While much of the focus in New Jersey is on the novel coronavirus, we’re still dealing with high levels of influenza.

This year the flu is posing an elevated risk to children and younger adults.

Data from the Centers for Disease Control and Prevention shows hospitalization rates among children ages six months to 4 years are currently the highest ever recorded for this time of year.

New Jersey state epidemiologist Dr. Tina Tan said there have been 125 pediatric deaths because of influenza across the country and “to date, unfortunately, we have had two fatalities in the pediatric population that have been reported to our state Health Department.”

The total number of pediatric flu deaths recorded by the CDC so far this season is higher than in every season since reporting began in 2004-05, except for the 2009 pandemic.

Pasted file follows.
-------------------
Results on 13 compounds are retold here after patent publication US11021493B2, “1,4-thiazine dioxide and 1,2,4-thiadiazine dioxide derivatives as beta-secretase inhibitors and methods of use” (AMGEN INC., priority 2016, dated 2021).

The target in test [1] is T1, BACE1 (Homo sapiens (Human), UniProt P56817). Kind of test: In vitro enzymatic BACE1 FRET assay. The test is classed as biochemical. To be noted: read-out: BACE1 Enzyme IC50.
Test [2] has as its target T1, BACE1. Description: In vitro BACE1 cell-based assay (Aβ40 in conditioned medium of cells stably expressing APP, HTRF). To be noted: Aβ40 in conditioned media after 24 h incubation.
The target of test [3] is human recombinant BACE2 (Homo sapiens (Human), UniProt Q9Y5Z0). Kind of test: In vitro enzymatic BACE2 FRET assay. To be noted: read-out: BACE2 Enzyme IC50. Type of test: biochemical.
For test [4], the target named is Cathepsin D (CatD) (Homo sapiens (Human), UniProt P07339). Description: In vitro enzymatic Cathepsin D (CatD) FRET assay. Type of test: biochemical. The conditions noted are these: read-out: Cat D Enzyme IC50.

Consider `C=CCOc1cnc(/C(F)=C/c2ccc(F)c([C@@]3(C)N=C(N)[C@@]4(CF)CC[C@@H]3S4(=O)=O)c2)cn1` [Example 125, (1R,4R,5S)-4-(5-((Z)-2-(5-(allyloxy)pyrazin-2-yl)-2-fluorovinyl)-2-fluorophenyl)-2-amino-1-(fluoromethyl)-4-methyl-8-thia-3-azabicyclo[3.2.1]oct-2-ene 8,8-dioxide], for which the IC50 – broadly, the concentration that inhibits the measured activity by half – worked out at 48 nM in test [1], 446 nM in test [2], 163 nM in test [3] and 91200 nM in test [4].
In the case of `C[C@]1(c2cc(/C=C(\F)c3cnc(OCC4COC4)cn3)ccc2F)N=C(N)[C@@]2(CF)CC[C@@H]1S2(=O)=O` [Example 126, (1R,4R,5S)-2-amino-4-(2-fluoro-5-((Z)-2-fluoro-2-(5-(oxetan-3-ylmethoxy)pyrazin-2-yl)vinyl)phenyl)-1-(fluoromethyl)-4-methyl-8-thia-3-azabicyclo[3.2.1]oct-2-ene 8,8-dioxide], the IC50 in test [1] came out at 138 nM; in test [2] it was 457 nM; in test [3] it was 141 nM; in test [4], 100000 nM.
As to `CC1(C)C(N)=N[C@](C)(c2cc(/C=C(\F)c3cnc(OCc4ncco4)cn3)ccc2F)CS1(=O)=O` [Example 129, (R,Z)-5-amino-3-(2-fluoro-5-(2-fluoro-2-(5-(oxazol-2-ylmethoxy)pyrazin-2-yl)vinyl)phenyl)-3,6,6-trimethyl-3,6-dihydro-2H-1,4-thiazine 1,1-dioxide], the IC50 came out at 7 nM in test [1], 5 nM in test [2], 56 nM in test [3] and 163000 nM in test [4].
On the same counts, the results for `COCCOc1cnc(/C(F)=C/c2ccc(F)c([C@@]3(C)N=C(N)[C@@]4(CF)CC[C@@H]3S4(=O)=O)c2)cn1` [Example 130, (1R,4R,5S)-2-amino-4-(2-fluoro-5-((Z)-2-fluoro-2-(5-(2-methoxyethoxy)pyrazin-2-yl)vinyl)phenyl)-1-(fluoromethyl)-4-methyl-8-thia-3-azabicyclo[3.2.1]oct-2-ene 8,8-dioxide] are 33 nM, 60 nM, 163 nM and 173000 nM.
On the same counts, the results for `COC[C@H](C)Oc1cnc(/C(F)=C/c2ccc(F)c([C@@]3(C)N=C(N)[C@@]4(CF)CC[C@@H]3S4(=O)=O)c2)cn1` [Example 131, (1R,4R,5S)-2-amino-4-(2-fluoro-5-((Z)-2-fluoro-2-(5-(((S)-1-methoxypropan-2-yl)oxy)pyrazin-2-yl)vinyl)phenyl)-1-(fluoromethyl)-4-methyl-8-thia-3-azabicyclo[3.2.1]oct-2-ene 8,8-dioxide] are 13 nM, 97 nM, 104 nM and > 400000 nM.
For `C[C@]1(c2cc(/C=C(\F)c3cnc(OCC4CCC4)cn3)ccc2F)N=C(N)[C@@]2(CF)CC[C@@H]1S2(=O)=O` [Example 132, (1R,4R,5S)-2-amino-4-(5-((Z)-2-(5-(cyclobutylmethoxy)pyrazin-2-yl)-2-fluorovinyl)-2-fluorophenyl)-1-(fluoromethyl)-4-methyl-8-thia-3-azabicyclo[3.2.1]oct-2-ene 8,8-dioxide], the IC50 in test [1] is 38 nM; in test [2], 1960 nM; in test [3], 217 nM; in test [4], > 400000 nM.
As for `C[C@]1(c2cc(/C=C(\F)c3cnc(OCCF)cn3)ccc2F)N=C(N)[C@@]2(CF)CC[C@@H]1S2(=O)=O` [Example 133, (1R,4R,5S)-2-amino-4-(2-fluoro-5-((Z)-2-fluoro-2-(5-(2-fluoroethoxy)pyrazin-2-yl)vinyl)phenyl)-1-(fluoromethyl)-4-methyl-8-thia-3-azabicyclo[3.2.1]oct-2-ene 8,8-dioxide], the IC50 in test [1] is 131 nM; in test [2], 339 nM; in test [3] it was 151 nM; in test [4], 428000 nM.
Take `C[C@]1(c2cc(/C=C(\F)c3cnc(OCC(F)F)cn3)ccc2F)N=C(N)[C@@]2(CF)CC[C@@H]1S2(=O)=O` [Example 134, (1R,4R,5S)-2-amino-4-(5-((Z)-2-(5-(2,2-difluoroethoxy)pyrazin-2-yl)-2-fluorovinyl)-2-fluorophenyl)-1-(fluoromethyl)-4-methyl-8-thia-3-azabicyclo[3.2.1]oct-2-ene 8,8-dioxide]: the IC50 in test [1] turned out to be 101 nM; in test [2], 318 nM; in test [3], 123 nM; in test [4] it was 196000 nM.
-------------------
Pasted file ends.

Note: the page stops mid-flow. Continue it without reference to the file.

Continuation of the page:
So why are things so bad this year? Different strains of influenza may affect different ages groups in different ways.

“What we’ve seen this year is a predominance of influenza type B activity," Tan said last week. "That may have more of an impact on some of these younger individuals.”

She said the official start of spring is only a week and a half away, but “right now in New Jersey, we’re still in the middle of flu season and we’re still at the height of flu activity.”

Doctors recommend that everyone six months and older get a flu shot, but in households with young babies it’s particularly important for everyone to get vaccinated as a protective measure.

“That’s what we as adults who are responsible for the care of these kids and the community should be thinking about," Tan said. "It is not too late to get the flu vaccine as long as flu is circulating in the community.”

She also recommended frequently washing hands to avoid the flu or other respiratory diseases, and if you do get sick stay home and cover your cough and sneezes to help stop the spread of germs in your home.

Interim estimates of 2019-2020 flu vaccine effectiveness have been released by the CDC. So far this season, flu vaccines are reducing doctor’s visits for flu illness by 45% overall and 55% in children.

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